The planned sale of GRTC’s old bus depot on some of the most coveted real estate in the city may not be the financial windfall it seems for the chronically-underfunded transit company.
GRTC built the depot at West Cary Street and Davis Avenue with federal funds — and what the federal government giveth, it can taketh away.
GRTC may have to reimburse the U.S. Department of Transportation's Federal Transit Administration (FTA) as much as 80 percent of the proceeds from its sale, David Green, GRTC’s CEO, acknowledged in an email to Richmond magazine.
The property was developed in 1902 for nearly $2.7 million, of which $2.15 million was federal transportation funds, according to GRTC records.
That means the sale of property has to follow FTA guidelines, one of which says that in an outright sale, GRTC must give the federal government a share equal to the percentage it invested in the original grant, minus sales costs. An FTA spokeswoman says that until the agency's lawyers have looked over GTRC's proposal, it is too early to say whether and to how much the feds would be entitled.
Another option would allow proceeds to be put toward a replacement property. Yet another would allow the organization to apply what it makes from the sale to another capital project with FTA approval.
Green directed further questions about GRTC's plans to the transit company's spokeswoman, Carrie Rose Pace, who would not say in what direction GRTC is leaning. “We don’t want to limit the type of proposals we receive,” she says, adding that the transit company was communicating with the FTA about the sale.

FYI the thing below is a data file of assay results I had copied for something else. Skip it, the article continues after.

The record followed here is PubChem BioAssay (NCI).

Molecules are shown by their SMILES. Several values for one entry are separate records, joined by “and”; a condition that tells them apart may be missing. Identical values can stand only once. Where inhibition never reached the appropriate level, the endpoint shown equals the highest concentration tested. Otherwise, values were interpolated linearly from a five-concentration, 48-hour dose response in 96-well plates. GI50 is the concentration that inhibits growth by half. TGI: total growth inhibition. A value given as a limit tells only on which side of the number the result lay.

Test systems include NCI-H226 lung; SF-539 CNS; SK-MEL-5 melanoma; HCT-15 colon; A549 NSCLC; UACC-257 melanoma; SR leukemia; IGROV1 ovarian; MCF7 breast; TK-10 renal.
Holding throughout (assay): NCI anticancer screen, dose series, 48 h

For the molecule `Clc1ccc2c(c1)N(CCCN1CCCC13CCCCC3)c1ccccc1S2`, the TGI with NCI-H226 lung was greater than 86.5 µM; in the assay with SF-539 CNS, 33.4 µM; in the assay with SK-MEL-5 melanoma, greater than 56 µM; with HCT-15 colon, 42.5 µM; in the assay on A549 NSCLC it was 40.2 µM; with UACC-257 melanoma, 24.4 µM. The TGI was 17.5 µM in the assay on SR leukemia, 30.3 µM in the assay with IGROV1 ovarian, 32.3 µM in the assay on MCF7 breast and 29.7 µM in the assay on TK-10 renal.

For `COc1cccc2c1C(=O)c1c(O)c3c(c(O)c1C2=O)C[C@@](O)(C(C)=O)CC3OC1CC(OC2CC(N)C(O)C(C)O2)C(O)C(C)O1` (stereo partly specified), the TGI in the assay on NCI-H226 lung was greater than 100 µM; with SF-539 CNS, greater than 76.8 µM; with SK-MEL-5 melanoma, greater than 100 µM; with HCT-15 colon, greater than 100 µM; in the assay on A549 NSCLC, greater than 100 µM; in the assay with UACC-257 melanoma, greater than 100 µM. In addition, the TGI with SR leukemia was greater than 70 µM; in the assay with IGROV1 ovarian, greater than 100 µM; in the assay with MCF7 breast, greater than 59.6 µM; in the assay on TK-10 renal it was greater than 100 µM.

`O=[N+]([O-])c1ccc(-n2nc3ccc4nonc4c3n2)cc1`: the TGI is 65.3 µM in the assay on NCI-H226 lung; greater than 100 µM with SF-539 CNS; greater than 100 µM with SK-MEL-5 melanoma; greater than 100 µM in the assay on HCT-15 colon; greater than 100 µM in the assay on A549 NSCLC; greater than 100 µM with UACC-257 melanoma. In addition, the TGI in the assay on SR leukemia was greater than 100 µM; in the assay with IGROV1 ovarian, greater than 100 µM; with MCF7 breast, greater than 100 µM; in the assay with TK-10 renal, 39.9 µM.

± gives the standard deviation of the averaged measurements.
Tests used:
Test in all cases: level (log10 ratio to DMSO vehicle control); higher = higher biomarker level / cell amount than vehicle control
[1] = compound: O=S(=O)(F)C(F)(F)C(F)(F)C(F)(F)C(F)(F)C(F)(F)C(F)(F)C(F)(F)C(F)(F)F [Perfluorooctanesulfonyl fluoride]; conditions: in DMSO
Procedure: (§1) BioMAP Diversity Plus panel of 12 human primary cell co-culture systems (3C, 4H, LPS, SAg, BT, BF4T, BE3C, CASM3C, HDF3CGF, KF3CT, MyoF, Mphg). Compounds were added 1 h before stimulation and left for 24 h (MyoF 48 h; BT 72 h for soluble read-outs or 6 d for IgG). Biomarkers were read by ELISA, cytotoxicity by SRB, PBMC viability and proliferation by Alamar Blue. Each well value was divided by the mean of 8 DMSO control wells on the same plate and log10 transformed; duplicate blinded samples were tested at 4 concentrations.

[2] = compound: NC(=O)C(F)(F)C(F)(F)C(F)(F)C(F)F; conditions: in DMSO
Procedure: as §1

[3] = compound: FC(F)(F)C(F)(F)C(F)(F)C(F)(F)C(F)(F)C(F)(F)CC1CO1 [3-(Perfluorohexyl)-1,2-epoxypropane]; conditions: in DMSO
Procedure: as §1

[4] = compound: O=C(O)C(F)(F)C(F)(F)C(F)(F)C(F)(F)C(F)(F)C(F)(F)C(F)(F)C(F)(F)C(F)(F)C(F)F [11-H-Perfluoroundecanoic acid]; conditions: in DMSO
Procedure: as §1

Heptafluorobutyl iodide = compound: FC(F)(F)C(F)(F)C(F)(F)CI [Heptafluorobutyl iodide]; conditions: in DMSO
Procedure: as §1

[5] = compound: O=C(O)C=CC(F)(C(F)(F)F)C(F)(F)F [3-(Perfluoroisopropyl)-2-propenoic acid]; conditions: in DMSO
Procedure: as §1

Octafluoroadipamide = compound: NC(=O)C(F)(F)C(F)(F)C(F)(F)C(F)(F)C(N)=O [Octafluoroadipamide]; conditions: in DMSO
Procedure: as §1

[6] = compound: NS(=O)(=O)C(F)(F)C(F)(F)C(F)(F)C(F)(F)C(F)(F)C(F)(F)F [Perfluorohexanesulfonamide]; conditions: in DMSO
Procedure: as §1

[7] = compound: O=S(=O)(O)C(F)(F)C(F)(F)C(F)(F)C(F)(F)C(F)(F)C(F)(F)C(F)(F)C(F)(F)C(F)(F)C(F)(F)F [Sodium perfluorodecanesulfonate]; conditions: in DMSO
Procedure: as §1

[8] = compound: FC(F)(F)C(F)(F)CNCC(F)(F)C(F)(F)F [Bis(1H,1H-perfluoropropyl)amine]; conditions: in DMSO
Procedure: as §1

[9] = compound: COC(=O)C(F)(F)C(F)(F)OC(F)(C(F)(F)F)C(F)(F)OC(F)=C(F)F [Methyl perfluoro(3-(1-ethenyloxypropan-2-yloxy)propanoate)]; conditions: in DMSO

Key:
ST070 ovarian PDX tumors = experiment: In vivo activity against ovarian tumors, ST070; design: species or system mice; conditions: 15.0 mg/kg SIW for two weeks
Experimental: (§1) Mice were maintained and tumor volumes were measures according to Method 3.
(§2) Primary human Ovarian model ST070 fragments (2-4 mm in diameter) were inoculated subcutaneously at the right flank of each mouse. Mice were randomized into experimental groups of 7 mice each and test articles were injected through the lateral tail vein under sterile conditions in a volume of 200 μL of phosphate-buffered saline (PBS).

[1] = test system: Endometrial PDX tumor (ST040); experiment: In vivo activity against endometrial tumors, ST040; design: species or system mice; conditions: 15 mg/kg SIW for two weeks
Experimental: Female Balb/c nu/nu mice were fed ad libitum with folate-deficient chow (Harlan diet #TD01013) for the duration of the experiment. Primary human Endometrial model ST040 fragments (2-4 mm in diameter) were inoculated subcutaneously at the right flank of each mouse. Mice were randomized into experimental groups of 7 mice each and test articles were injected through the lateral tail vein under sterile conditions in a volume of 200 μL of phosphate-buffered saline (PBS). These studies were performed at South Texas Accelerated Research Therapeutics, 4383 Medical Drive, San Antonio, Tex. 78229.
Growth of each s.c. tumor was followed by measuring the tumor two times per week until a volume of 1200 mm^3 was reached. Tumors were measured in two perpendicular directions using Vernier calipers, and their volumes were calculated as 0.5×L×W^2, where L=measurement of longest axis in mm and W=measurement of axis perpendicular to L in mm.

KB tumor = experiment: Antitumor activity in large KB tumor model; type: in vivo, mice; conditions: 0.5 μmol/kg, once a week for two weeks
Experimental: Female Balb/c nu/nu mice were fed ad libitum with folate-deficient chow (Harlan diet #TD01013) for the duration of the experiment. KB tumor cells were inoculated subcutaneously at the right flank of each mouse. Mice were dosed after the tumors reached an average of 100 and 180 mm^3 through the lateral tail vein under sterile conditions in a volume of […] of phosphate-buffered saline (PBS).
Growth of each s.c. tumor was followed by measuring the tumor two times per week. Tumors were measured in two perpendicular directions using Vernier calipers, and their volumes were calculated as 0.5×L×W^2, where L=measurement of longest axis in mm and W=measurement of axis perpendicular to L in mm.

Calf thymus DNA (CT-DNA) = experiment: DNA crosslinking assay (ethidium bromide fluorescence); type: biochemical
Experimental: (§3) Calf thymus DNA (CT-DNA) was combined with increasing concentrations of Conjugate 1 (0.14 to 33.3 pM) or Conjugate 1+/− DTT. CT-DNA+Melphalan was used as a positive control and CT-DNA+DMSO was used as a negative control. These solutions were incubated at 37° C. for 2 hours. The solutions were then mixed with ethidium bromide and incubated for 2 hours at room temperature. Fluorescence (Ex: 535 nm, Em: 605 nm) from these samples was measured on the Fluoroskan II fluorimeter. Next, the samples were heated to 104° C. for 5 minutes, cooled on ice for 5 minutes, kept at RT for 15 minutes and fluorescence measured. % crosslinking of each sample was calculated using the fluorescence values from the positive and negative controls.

GRTC issued a request for proposals for the site of its old bus depot at 101 S. Davis Ave. last week. Bounded by Cary Street, Robinson Street, Grayland Avenue and Stafford Avenue, the 7-acre site has nine buildings totaling 112,000 square feet. It's located at the foot of the Cary Street shopping district and represents a rare infill development opportunity at a time when the city's population is growing. The city assessed the property at $1.38 million in 2015, according to property records. The most recent appraisal was conducted in April 2010 by Integra Realty Resources, which valued the site at $5.4 million, Pace says.
The request for proposals, which closes July 8, says the transit company wants to receive the “greatest value” and “the highest return” from the property’s sale. That does not only mean cash or a fat check, Pace says, adding that GRTC is open to “creative” pitches.
“Value does not necessarily mean dollars,” she says, declining to elaborate further.
If GRTC receives proposals that include property or assets other than cash, Pace says, they will consult with the FTA on how to proceed.
GRTC has scheduled a June 10 walkthrough of the property. A decision on the property’s future could be made as early as mid-September.
The bus depot was built in 1902 on land purchased for $418,000 in local funds. When the city of Richmond and Chesterfield County formed GRTC in 1973, the property was transferred to its possession. The transit company shut down shop in 2010, and moved to a new facility on Belt Boulevard. Cleaning up the Fan District property cost the transit company $295,000. It has since been used for the RVA Street Art Festival.